A company that discovers that an advanced persistent threat (APT) attack is underway tends to be the exception. Attackers design APTs to be subtle, persistent, and to remain undetected for as long as possible.
And they tend to succeed at remaining undetected. The average “dwell time” – the period between infiltration and detection – has been dropping in recent years and may be down to an average of a few weeks, but advanced hackers can do a lot of damage in that time.
To prevent APTs requires a strong foundation of basic security techniques combined with effective security monitoring. However, some additional security techniques can improve the odds against APTs even more.
What Are APTs?
Advanced persistent threats come from skilled attackers possessing advanced hacking tools, sophisticated techniques, and possibly large teams. These attackers will pursue a number of different types of attacks at the same time to gain a semi-permanent foothold in an organization. Some are sponsored by nation-states, or are at least operating in some nations unharassed. Threat groups have been tolerated in Russia, for example, in exchange for assurances that their hacking activity will be conducted in other countries.
APTs will contain a cyberattack component, but APTs also commonly include confidence schemes, social engineering, physical access to facilities, bribes, extortion, and other methods to gain system access. Once an APT gains access, the attackers will seek to maintain the access by implementing back doors into servers, installing software, and adding controlled hardware to networks, among other techniques.
After persistence has been obtained, attackers may push the envelope to see which attacks will raise alerts. Once determining the threshold of the IT defenders, the APT attackers will proceed with their agenda using techniques designed to fall below the IT defender radar.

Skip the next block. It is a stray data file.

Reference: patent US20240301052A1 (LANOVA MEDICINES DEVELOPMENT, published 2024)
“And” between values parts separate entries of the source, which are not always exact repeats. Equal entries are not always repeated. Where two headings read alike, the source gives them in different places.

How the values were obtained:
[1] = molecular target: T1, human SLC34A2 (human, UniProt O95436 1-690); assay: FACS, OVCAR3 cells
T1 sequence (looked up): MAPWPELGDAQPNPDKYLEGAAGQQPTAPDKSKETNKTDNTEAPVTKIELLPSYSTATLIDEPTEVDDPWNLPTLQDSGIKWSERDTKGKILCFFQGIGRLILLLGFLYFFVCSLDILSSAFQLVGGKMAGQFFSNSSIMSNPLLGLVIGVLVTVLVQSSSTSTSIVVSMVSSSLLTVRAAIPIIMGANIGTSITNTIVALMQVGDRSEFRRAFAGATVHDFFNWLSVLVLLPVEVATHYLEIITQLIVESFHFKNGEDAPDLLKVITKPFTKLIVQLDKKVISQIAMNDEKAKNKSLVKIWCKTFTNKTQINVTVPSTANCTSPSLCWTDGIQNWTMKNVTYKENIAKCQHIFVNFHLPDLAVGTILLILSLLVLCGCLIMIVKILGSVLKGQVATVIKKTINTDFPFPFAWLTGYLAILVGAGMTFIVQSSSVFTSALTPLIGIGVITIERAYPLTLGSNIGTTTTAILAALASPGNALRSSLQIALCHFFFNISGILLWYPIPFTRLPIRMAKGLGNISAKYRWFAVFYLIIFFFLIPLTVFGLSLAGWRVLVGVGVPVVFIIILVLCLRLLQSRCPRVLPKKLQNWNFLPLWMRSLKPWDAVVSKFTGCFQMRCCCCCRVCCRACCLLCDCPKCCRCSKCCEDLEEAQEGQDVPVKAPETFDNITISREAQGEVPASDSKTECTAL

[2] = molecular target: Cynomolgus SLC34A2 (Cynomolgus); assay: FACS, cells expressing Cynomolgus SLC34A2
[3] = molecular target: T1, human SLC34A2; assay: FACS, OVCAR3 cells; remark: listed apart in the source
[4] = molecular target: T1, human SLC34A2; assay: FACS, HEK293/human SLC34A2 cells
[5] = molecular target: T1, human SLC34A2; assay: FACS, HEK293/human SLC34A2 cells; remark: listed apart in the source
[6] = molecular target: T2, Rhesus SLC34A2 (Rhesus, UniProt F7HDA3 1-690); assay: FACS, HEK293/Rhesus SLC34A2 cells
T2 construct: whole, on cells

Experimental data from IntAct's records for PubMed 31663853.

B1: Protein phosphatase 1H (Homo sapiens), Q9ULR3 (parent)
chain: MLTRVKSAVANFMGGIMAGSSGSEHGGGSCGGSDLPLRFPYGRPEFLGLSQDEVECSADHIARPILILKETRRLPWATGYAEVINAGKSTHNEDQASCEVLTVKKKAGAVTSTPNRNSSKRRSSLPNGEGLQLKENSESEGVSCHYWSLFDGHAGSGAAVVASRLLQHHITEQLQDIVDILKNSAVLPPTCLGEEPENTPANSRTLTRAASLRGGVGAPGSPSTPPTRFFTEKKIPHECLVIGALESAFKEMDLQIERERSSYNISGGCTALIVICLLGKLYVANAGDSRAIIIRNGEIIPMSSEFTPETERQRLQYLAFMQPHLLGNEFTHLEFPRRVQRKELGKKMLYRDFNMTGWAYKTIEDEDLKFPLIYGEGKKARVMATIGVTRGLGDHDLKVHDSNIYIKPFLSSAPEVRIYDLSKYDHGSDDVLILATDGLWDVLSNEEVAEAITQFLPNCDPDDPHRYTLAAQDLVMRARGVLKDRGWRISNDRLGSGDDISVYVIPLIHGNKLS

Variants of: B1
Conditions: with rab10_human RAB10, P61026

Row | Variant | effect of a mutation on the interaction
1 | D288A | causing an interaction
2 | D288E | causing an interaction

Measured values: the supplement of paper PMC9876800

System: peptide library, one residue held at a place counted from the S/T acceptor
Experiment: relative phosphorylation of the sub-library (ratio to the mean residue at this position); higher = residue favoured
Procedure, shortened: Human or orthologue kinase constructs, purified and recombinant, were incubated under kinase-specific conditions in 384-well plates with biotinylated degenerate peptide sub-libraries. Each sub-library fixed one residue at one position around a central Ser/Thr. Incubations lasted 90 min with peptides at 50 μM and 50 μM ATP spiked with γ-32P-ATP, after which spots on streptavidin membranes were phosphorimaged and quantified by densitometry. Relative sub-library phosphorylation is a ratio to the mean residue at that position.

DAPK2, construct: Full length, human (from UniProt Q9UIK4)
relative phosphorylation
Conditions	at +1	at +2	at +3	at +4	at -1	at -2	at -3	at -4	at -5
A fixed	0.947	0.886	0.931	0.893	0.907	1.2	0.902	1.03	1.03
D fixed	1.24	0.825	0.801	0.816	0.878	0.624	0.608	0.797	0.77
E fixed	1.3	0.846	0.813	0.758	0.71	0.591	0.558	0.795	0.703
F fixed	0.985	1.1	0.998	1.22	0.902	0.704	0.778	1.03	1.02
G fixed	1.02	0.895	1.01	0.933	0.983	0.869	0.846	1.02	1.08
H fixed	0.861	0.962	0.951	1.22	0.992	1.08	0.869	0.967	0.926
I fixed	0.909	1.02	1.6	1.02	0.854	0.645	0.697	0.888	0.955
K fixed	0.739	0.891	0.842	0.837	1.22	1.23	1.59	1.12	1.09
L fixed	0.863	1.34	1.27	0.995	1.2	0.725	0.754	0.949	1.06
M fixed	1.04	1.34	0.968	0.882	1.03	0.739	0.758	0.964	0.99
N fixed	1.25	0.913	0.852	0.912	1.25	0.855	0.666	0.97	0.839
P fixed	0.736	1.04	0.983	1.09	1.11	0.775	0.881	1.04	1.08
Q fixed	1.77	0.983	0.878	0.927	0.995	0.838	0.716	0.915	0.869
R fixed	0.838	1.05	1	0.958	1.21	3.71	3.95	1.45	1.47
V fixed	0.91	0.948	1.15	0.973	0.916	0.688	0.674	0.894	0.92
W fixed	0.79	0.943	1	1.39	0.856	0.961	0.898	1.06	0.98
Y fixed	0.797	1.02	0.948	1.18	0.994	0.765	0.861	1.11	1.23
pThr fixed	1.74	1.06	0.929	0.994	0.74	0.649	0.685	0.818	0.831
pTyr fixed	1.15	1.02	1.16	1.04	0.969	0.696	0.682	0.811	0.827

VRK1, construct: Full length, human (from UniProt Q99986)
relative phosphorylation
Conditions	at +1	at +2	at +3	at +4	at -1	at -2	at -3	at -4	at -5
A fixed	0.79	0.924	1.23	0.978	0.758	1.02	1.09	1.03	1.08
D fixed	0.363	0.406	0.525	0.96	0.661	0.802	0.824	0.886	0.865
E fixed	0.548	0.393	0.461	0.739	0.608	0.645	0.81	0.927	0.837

The traditional purposes of an APT were to extract information for espionage or to commit sabotage. However, cybercriminals recently began to adopt APT methods to continuously extract value from their victims. APTs tend to be implemented by large teams, but a single dedicated individual could also execute an APT with the right skill set.
APTs consist of three stages:
- Gaining access
- Maintaining access
- Executing goals
While APTs use various means to execute these stages, we can observe recent examples to understand the wide variety of attacks, creative techniques, and varied goals.
APT Attacks to Gain Access
Phishing & Watering Holes
The primary attack vector for most attacks, not just APTs, is to use phishing. Some APTs cast a wide net with general phishing attacks, but others use spear phishing attacks to target specific people and specific companies. Phishing commonly tricks users into disclosing their login credentials or executing malware on their computers.
For example, the BlackTech cyber-espionage ATP group, suspected to be backed by the Chinese government, sent emails containing Excel files with malicious macros to Japanese and Taiwanese corporations in the defense technology, media, and communications sectors. Once the macro executes, it opens an HTTP connection with a command-and-control (C2) server that sends additional commands and payloads for execution.
Watering holes, or legitimate websites infected with malware, attempt to deliver malicious payloads or to steal credentials in a manner similar to phishing attacks only in a different media. Watering hole attacks seek to corrupt websites likely to be visited by intended targets.
Chinese APT actors corrupted the website of a pro-democracy radio station in Hong Kong with malware designed to infect systems with the DazzleSpy backdoor malware, which then dialed into a C2 server. The DazzleSpy backdoor software had interesting features to foil detection, including end-to-end encryption to avoid firewall inspection as well as a feature that cut off communication if a TLS-inspection proxy was detected.
As new vulnerabilities become discovered, APT actors seek to rapidly exploit them to launch new attacks. More recent examples include attackers exploiting Log4j vulnerabilities to compromise U.S. state governments within hours after disclosure and Zoho vulnerabilities used to hack the Red Cross.